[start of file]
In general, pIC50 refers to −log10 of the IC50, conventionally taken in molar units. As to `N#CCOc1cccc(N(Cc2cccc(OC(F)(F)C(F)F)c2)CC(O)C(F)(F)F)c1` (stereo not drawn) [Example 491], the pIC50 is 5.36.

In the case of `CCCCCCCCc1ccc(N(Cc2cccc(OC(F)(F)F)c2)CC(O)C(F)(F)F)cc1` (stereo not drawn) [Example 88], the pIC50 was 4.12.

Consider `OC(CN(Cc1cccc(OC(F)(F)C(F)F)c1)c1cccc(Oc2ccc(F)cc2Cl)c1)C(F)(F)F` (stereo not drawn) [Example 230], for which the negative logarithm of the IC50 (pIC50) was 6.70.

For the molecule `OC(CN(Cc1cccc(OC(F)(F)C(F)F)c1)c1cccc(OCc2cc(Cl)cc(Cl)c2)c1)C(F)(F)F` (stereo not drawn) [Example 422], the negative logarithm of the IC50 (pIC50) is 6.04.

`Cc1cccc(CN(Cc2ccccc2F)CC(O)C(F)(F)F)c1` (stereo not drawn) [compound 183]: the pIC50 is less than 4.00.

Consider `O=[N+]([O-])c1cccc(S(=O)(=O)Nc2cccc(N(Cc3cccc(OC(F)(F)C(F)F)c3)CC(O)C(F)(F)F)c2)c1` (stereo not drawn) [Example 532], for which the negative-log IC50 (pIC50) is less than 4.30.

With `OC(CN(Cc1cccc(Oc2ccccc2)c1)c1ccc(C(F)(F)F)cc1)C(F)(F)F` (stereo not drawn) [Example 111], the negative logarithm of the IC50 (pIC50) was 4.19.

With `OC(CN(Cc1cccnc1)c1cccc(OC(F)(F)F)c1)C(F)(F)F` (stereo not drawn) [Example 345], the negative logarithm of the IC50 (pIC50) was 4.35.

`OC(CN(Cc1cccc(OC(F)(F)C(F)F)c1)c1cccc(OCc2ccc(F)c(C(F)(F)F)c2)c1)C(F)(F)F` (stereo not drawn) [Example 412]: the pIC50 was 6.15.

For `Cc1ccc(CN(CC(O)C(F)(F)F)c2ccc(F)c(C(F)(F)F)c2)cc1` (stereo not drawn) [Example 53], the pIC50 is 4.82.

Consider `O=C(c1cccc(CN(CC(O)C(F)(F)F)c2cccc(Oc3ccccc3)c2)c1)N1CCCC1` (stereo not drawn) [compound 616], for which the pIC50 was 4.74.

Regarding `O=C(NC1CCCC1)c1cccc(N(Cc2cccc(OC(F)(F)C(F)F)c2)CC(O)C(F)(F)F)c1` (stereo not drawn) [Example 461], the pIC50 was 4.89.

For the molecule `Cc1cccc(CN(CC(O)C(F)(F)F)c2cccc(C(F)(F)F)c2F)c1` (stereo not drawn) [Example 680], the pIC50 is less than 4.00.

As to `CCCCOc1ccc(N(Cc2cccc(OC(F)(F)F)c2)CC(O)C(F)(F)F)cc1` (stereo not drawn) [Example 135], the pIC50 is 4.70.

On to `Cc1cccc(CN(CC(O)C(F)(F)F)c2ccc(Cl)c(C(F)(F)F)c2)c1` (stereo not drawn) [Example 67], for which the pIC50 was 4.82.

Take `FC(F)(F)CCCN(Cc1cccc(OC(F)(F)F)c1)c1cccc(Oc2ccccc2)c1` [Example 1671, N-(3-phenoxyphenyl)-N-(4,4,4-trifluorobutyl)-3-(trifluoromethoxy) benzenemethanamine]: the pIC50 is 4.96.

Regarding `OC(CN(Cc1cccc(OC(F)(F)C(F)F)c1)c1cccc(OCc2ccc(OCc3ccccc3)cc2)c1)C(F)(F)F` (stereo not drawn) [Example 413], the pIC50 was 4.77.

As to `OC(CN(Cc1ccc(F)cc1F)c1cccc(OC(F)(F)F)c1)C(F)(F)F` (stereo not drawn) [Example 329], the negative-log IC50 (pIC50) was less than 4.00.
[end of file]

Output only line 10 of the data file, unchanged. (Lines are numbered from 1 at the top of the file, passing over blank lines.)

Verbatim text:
For `Cc1ccc(CN(CC(O)C(F)(F)F)c2ccc(F)c(C(F)(F)F)c2)cc1` (stereo not drawn) [Example 53], the pIC50 is 4.82.